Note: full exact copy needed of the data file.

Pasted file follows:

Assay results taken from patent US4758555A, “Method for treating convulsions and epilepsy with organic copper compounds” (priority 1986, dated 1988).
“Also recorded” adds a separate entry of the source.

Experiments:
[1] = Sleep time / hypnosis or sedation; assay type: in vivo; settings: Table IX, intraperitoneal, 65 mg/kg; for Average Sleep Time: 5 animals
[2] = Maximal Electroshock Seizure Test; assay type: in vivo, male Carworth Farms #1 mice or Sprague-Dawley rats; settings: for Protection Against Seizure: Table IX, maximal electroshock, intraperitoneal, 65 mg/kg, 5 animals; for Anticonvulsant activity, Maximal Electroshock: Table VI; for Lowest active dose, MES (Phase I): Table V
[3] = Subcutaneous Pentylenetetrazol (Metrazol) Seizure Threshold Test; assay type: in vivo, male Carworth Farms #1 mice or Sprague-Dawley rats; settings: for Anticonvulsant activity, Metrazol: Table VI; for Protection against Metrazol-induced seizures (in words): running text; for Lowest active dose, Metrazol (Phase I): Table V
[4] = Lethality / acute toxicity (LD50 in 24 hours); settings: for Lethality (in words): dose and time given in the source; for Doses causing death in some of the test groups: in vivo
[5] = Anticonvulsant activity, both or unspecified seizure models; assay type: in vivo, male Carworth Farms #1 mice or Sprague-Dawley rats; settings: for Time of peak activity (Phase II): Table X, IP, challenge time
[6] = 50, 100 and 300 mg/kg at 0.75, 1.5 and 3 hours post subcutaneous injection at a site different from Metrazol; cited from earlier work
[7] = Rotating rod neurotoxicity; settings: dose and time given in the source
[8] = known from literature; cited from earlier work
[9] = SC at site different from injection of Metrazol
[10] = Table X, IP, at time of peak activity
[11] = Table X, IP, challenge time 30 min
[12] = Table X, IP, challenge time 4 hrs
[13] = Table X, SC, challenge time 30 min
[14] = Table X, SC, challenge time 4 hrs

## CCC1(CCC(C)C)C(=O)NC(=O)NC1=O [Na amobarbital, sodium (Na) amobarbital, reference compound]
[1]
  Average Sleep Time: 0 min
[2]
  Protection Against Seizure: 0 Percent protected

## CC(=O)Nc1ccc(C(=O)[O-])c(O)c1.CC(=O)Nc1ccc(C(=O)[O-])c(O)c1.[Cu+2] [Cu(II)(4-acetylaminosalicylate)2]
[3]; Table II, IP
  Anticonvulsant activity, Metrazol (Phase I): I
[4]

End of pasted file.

Assay results taken from patent US4758555A, “Method for treating convulsions and epilepsy with organic copper compounds” (priority 1986, dated 1988).
“Also recorded” adds a separate entry of the source.

Experiments:
[1] = Sleep time / hypnosis or sedation; assay type: in vivo; settings: Table IX, intraperitoneal, 65 mg/kg; for Average Sleep Time: 5 animals
[2] = Maximal Electroshock Seizure Test; assay type: in vivo, male Carworth Farms #1 mice or Sprague-Dawley rats; settings: for Protection Against Seizure: Table IX, maximal electroshock, intraperitoneal, 65 mg/kg, 5 animals; for Anticonvulsant activity, Maximal Electroshock: Table VI; for Lowest active dose, MES (Phase I): Table V
[3] = Subcutaneous Pentylenetetrazol (Metrazol) Seizure Threshold Test; assay type: in vivo, male Carworth Farms #1 mice or Sprague-Dawley rats; settings: for Anticonvulsant activity, Metrazol: Table VI; for Protection against Metrazol-induced seizures (in words): running text; for Lowest active dose, Metrazol (Phase I): Table V
[4] = Lethality / acute toxicity (LD50 in 24 hours); settings: for Lethality (in words): dose and time given in the source; for Doses causing death in some of the test groups: in vivo
[5] = Anticonvulsant activity, both or unspecified seizure models; assay type: in vivo, male Carworth Farms #1 mice or Sprague-Dawley rats; settings: for Time of peak activity (Phase II): Table X, IP, challenge time
[6] = 50, 100 and 300 mg/kg at 0.75, 1.5 and 3 hours post subcutaneous injection at a site different from Metrazol; cited from earlier work
[7] = Rotating rod neurotoxicity; settings: dose and time given in the source
[8] = known from literature; cited from earlier work
[9] = SC at site different from injection of Metrazol
[10] = Table X, IP, at time of peak activity
[11] = Table X, IP, challenge time 30 min
[12] = Table X, IP, challenge time 4 hrs
[13] = Table X, SC, challenge time 30 min
[14] = Table X, SC, challenge time 4 hrs

## CCC1(CCC(C)C)C(=O)NC(=O)NC1=O [Na amobarbital, sodium (Na) amobarbital, reference compound]
[1]
  Average Sleep Time: 0 min
[2]
  Protection Against Seizure: 0 Percent protected

## CC(=O)Nc1ccc(C(=O)[O-])c(O)c1.CC(=O)Nc1ccc(C(=O)[O-])c(O)c1.[Cu+2] [Cu(II)(4-acetylaminosalicylate)2]
[3]; Table II, IP
  Anticonvulsant activity, Metrazol (Phase I): I
[4]